Table 2 Bivariate analysis of factors associated with outpatient visits among Indonesian elderly
Table 3 Factors associated with outpatient visits among Indonesian elderly


This is the first study to report on factors associated with the use of outpatient services among the elderly in Indonesia. In this study, nearly 23% of the elderly had had at least one outpatient visit within the last 4 weeks from the time of the survey. Factors, such as health insurance, economic status, region, self-rated health, and chronic conditions, were significantly associated with outpatient utilization.

One’s insurance status was associated with higher use of outpatient services among the elderly probably due to removing financial barriers to care. For those elderly who are generally retired without a stable source of income, the availability of health insurance could have a significant impact on the use of health services, as well as on their health status. Under the current health system in Indonesia, the elderly may be covered under ASKES, JAMKESMAS, JAMKESDA, JAMSOSTEK, or private insurance. Briefly, ASKES is an insurance program for civil servant pensioners. JAMKESMAS and JAMKESDA are insurance programs for those below the poverty line. JAMKESMAS is funded by the central government, while JAMKESDA is funded by provincial or district governments. JAMKESDA is meant to be complementary coverage for those who are not covered by JAMKESMAS. JAMSOSTEK is social insurance that targets private sector employees. In 2014, all of these insurance schemes were integrated into a National Health Insurance, coordinated by Badan Penyelenggara Jaminan Sosial (BPJS) [23], and it was estimated that the proportion of the elderly with insurance had reached 54.58% in 2015 [14]. Despite the recent increase in coverage, nearly half of the elderly (46.9%) in this study were still without insurance.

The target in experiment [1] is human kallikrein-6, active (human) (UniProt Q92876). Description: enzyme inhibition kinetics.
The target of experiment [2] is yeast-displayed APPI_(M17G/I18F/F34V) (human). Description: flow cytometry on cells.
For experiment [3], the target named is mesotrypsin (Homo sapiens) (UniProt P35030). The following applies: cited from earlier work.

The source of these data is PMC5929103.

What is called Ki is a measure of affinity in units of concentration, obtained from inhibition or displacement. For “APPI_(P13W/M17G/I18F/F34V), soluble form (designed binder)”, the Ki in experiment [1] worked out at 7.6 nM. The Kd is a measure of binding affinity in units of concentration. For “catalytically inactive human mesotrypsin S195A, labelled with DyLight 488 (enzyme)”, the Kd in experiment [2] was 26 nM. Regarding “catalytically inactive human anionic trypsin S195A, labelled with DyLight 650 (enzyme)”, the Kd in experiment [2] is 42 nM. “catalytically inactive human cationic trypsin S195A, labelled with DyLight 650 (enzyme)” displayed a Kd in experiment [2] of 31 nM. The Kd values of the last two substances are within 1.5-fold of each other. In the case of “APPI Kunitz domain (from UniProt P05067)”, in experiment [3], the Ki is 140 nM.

Health insurance, in addition to increasing access to outpatient services, appeared to moderate the influence of economic factors in this research. Further analysis indicated (not shown here) that when stratified by the insurance status, the association between one’s economic status and the use of services became non-significant among those with insurance. The lack of insurance may decrease access to services, and likely lead to unmet needs and negative health outcomes among the elderly, particularly the poor elderly. It was estimated that almost half (45.14%) of the elderly were living below the poverty line in 2015 [14]. Although the Ministry of Health has several programs to encourage health promotion and prevention in villages by health volunteers, and facilitates collaboration between local governments and the Corporate Social Responsibility (CSR) to provide healthcare services for poor elderly people, these are probably insufficient. At present, no research has focused on the unmet needs of outpatient visits among the elderly in Indonesia. Further research could assess the relationship between unmet needs and the lack of insurance among the Indonesian elderly, and initiatives to increase insurance coverage of the elderly should be among the top policy priorities for improving accessibility of outpatient care.